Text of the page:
Rare book rooms are hallowed places, but they can take a lot of security and effort to maintain. While there will always be a certain cachet to seeing books in person, many people don’t have the time or money to see the collections in every library. While many already share their rare materials online, a dedicated app for the iPad could make it even easier to expose audiences to these amazing artifacts. Whether your library is home to rare manuscripts, ancient books or just an impressive art collection, the iPad can be a great tool for letting the larger public know just what they can access at the facility.
Teaching a literacy course? There are loads of apps on the iPad that can help adults and children learn to read. Helping people retool their resumes? The iPad has apps that can help with that too. No matter what kind of classes your library offers, there are a myriad of different ways the tool can be integrated to help patrons get more out of the information you’re sharing. With tablets enjoying popularity in schools and colleges, the range of educational applications to choose from is bound to increase over the next few years.
Whether you use your own library’s collection or the tens of thousands of free books offered through the iBooks store, pre-loading an iPad with ebooks and loaning it out can be a great strategy encouraging patrons to embrace the phenomenon. That way, they can enjoy reading a wide range of books, but won’t have to make any changes to the apps, which most libraries have to block for security reasons when the tablets are loaned.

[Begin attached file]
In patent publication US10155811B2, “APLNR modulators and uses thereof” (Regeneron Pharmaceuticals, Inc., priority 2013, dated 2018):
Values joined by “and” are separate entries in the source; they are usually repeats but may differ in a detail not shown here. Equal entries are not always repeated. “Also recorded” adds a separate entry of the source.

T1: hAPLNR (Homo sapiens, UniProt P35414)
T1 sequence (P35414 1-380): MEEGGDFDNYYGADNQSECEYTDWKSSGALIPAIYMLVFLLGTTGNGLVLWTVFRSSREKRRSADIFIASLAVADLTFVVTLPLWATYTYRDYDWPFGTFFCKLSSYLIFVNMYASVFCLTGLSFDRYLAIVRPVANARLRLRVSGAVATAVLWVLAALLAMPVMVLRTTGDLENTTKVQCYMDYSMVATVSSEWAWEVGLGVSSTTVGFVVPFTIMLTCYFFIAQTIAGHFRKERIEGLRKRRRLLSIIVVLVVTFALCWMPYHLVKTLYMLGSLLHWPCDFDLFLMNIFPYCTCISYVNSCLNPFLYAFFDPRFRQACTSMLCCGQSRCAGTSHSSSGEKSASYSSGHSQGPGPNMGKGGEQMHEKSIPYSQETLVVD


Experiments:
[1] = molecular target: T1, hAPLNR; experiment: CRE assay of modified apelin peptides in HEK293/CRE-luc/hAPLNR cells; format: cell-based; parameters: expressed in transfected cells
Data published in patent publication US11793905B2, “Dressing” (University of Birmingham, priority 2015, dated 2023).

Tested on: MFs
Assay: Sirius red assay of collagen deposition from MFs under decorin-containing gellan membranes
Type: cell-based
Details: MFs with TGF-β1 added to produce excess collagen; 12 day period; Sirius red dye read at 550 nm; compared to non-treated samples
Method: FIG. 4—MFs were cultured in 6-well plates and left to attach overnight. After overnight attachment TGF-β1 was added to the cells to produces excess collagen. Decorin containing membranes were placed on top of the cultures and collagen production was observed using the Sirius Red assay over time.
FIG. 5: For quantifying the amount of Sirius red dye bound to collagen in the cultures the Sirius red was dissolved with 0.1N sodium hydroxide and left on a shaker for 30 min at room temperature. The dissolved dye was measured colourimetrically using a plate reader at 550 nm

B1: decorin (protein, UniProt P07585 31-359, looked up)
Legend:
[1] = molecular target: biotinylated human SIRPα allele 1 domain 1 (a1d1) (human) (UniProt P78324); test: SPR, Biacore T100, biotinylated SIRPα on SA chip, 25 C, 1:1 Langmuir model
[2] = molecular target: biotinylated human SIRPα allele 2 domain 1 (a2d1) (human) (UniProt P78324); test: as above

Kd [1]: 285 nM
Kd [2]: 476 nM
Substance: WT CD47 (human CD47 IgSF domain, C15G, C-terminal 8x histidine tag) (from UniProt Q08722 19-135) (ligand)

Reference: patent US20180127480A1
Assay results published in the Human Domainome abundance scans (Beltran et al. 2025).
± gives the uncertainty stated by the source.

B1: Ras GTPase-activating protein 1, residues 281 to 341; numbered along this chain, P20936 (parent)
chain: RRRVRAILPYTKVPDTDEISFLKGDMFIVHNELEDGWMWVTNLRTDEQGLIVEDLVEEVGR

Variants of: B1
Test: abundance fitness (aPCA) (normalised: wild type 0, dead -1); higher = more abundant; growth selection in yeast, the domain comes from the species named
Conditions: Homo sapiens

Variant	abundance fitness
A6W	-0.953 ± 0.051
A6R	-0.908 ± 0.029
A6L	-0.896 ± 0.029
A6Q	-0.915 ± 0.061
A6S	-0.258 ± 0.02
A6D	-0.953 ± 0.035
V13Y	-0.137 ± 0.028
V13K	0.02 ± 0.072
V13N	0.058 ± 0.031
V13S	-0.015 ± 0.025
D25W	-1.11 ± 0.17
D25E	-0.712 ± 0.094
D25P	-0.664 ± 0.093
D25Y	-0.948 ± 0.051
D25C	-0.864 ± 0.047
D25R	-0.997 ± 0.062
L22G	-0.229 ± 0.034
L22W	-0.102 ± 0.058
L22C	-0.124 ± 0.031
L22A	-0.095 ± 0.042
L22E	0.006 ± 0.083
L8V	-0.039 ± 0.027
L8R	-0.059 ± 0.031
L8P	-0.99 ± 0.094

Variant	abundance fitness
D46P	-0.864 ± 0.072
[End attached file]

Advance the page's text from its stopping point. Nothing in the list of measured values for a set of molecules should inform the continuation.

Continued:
If you’ve already got desktop stations for patrons to use, why not switch it up and create iPad equivalents instead? Some libraries are already giving it a whirl, like the North Shore Library in Shoreham, NY. Rather than replacing the gaming computers it had with new ones, the library opted instead for iPads, which they felt were easier for and more familiar to kids. As the digital generation grows older, this may be increasingly true for the majority of library patrons. Many institutions may want to consider the tablets as an alternative to desktop computers for at least some workstations.
There are hundreds of interactive books for kids available online, and these new digital reads can be a great way to mix up library story time with something new. Librarians can still read the content, but allowing kids to interact with the book may make reading more engaging and exciting for them — and get them hooked at an earlier age.
While bookmobiles take materials on the road, iPads can make it easier to bring web access as well. Not only can the devices be used by patrons, but they can make it easier for librarians to sign them up for library cards and reading programs and also check out materials on the go. The Omaha Public Library recently applied for, and received, a grant that let them purchase six iPads. The library used the devices at their Summer Reading Program kick-off event in July to sign up over 500 kids, teens and adults.
Many older adults aren’t really as familiar with mobile technology as their younger counterparts. While they might find the devices intimidating, many are also very interested to learn more about them. Offering classes teaching these individuals about iPads, smartphones and other mobile technologies can be a great way to get them engaged and learning a new skill. Better yet, there are tons of videos and training programs out there – which can be downloaded right onto the iPad – that can also be great learning tools.